"The word of the Lord that came to Joel, the son of Pethuel" (Joel 1:1) introduces all that we know of the prophet. His name means "Jehovah is God," and he appears to prophecy in Judah, for there is no mention of Israel. Most likely, he lived in the early days of the divided kingdom, perhaps at the time of Joash (early 9th century BC), because he speaks of the Philistines, Phoenicians, Edomites, and Egyptians, and not of the Babylonian, Assyrian, or Syrians.
The greater villains in Joel are locusts, "what the cutting locust left, the swarming locust has eaten. What the swarming locust left, the hopping locust has eaten, and what the hopping locust left, the destroying locust has eaten" (Joel 1:4); and he recognizes this plague as God's judgment, a call to come back to God, "Yet even now," declares the Lord, "return to me with all your heart, with fasting, with weeping, and with mourning" (Joel 2:12). The Israelites would tear their clothes in distress, but it was symbolism over substance. God prefers repentance above religion; "rend your hearts and not your garments" (Joel 2:13).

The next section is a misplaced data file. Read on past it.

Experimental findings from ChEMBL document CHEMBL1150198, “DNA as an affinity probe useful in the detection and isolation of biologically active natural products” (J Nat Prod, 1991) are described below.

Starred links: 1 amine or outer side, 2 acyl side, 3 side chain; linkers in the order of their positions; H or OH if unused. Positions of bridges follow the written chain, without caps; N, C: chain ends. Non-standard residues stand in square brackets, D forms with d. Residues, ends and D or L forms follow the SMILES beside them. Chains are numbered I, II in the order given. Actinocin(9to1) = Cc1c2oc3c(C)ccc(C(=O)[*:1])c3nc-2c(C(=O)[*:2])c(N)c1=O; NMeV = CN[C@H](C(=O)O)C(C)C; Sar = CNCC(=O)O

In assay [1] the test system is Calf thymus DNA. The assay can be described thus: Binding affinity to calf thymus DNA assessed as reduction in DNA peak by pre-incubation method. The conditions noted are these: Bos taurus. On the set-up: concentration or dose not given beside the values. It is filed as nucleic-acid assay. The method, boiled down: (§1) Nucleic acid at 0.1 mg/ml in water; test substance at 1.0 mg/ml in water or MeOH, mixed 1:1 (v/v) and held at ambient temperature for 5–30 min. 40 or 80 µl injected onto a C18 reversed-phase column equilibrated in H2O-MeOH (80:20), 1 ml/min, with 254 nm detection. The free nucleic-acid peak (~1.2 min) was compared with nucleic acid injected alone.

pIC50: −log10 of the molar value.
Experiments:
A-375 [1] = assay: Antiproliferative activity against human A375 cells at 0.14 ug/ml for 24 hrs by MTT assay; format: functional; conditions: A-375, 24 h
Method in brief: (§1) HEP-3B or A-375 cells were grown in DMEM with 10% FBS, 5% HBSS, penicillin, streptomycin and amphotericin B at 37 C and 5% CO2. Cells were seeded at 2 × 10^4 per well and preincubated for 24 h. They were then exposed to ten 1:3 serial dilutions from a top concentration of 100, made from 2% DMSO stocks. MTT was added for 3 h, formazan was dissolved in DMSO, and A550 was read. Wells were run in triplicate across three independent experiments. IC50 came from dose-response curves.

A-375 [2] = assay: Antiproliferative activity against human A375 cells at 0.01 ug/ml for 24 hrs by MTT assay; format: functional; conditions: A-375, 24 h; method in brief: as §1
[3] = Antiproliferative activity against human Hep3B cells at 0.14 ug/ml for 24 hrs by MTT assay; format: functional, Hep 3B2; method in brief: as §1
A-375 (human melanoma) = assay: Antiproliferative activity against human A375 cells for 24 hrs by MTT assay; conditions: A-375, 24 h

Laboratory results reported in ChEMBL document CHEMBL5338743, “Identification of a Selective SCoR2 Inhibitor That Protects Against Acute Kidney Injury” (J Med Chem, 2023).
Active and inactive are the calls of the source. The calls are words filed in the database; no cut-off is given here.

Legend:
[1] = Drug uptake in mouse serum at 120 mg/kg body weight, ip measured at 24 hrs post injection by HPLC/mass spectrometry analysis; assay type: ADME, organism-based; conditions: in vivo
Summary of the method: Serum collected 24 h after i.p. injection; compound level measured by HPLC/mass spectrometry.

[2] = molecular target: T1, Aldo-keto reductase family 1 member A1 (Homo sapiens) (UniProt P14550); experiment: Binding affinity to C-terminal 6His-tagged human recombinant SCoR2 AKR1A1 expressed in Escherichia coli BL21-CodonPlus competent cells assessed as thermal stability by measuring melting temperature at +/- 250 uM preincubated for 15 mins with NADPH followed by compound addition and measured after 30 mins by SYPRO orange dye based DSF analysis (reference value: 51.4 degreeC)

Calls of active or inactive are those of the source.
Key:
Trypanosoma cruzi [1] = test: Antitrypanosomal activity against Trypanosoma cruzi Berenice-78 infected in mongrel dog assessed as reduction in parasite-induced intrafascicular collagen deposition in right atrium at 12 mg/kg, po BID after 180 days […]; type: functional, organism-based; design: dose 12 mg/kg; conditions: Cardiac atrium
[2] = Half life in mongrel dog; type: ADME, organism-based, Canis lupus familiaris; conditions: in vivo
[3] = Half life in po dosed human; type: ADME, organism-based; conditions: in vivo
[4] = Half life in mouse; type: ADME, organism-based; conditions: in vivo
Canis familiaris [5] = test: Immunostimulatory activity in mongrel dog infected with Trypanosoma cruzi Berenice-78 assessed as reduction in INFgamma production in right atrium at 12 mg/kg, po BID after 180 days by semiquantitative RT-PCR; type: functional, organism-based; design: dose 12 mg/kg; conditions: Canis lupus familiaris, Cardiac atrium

"When the soldiers had crucified Jesus, they took his tunic. But the tunic was seamless, woven in one piece from top to bottom, so they said to one another, 'Let's not tear it'" (John 19:23-24). A seemingly insignificant detail, unless you read Joel.
Righteous God, You have given me Your commandments, not as a burden; rather, they are a blessing. They give life and show me the way to live. Even the littlest commandment. Every Word You speak, God, is valuable and true. May I learn Your Word and keep it in my heart, so that it will guide my steps.
You are a gracious and compassionate God. Thank You for so great a salvation through Your Son, Jesus Christ.